|Grand Duke of Saxe-Weimar-Eisenach|
|Reign||8 July 1853 – 5 January 1901|
|Born||24 June 1818|
|Died||5 January 1901 (aged 82)|
|Spouse||Sophie of the Netherlands|
|Issue||Charles Augustus, Hereditary Grand Duke of Saxe-Weimar-Eisenach |
Marie, Princess Heinrich VII Reuss
Princess Anna Sophia
Elisabeth, Duchess Johann Albrecht of Mecklenburg
|Father||Charles Frederick, Grand Duke of Saxe-Weimar-Eisenach|
|Mother||Maria Pavlovna of Russia|
Charles Alexander (Karl Alexander August Johann; 24 June 1818 – 5 January 1901) was the ruler of Saxe-Weimar-Eisenach as its grand duke from 1853 until his death.
Born in Weimar, he was the second but eldest surviving son of Karl Frederick, Grand Duke of Saxe-Weimar-Eisenach and Grand Duchess Maria Pavlovna of Russia. His mother engaged as tutor for Karl the Swiss scholar Frédéric Soret who became a close acquaintance to Johann Wolfgang von Goethe.
When he was the Hereditary Grand Duke, Karl Alexander established a strong friendship with Fanny Lewald and Hans Christian Andersen, but this close relationship stopped in 1849 for the war against Denmark over the duchies of Schleswig-Holstein (the First German-Danish War). On 8 July 1853 his father died, and Karl Alexander became Grand Duke; but he stopped his constitutional accession until Goethe's birthday, on 28 August 1853.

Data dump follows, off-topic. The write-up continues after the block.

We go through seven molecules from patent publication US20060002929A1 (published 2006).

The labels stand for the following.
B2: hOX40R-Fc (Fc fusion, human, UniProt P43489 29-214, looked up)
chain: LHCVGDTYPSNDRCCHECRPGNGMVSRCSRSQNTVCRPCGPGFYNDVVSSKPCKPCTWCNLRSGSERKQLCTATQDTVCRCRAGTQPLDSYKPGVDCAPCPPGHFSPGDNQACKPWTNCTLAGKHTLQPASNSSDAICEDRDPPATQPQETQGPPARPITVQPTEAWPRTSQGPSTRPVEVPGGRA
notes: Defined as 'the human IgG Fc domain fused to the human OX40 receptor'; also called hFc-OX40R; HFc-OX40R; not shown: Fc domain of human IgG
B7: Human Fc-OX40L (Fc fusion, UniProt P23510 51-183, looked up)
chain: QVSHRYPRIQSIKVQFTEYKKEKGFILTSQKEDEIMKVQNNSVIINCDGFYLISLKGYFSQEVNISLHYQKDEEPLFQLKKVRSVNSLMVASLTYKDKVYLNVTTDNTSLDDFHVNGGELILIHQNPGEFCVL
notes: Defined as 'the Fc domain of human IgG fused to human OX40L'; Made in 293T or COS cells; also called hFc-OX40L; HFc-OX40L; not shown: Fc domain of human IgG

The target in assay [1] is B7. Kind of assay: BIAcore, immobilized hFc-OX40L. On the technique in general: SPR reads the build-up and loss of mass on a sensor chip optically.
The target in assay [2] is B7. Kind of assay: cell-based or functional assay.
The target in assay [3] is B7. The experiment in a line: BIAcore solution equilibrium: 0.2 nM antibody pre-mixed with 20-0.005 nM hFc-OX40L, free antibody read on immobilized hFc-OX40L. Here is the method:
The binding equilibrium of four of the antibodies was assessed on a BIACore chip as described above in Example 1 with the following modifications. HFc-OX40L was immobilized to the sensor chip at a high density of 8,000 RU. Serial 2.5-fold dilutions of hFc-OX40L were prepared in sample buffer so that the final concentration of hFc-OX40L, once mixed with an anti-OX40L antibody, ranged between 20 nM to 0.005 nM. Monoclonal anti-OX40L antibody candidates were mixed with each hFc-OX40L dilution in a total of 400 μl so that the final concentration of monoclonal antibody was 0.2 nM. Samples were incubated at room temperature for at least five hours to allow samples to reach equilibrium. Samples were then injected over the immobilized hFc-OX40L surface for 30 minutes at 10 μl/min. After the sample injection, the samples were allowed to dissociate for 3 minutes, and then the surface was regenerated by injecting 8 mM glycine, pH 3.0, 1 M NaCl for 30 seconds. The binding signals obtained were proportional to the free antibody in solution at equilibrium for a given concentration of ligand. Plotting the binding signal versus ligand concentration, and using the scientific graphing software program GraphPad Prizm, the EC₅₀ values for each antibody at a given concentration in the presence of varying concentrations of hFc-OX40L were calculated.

The Danish author and poet Hans Christian Andersen was reportedly infatuated with Karl Alexander, writing "I quite love the young duke, he is the first of all princes that I really find attractive".
Karl Alexander renovated Wartburg Castle, and left his traces in many places in Eisenach. He was the protector of Richard Wagner and Franz Liszt, retained the tradition of Weimar's classical period, and gave the old part of Weimar a new and better appearance with the establishment of the Herder monument, and the double monument for Goethe and Schiller. In 1860, he founded the Weimar Saxon-Grand Ducal Art School (with Arnold Böcklin, Franz von Lenbach and the plastic artist Reinhold Begas). As Grand Duke he was automatically rector, president of Jena University where he supported especially the collections among them prominently the Oriental Coin Cabinet.
In the Franco-Prussian War (1870–1871), Karl Alexander participated only in "Samaritan"; stressed, however, for his war entrance in favor of Schleswig in 1849. The Weimar Congress of the Goethe Federation (opposing the Lex Heinze) occurred towards the end of his reign, in November 1900 - that congress described his government as the Silver Age of Weimar.
He died at Weimar in 1901. Following his death, he was succeeded as Grand Duke by his grandson Wilhelm Ernst, his only son Carl August having predeceased him.
At Kneuterdijk Palace in The Hague, on 8 October 1842, Karl Alexander married with his first cousin, Princess Sophie of the Netherlands, daughter of William II and Grand Duchess Anna Pavlovna of Russia, sister of his mother. They had four children:
He received the following awards:
|Ancestors of Charles Alexander, Grand Duke of Saxe-Weimar-Eisenach|